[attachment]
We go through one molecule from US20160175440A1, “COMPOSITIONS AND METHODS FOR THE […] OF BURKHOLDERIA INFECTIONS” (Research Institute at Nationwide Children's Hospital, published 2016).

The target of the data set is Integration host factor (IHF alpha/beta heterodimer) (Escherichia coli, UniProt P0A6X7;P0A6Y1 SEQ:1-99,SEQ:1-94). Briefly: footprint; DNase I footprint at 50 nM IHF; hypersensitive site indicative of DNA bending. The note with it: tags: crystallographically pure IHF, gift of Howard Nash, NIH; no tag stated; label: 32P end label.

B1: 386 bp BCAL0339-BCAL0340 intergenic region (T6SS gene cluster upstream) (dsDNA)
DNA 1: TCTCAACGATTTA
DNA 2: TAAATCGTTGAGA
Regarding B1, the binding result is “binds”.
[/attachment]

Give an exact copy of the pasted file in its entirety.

We go through one molecule from US20160175440A1, “COMPOSITIONS AND METHODS FOR THE […] OF BURKHOLDERIA INFECTIONS” (Research Institute at Nationwide Children's Hospital, published 2016).

The target of the data set is Integration host factor (IHF alpha/beta heterodimer) (Escherichia coli, UniProt P0A6X7;P0A6Y1 SEQ:1-99,SEQ:1-94). Briefly: footprint; DNase I footprint at 50 nM IHF; hypersensitive site indicative of DNA bending. The note with it: tags: crystallographically pure IHF, gift of Howard Nash, NIH; no tag stated; label: 32P end label.

B1: 386 bp BCAL0339-BCAL0340 intergenic region (T6SS gene cluster upstream) (dsDNA)
DNA 1: TCTCAACGATTTA
DNA 2: TAAATCGTTGAGA
Regarding B1, the binding result is “binds”.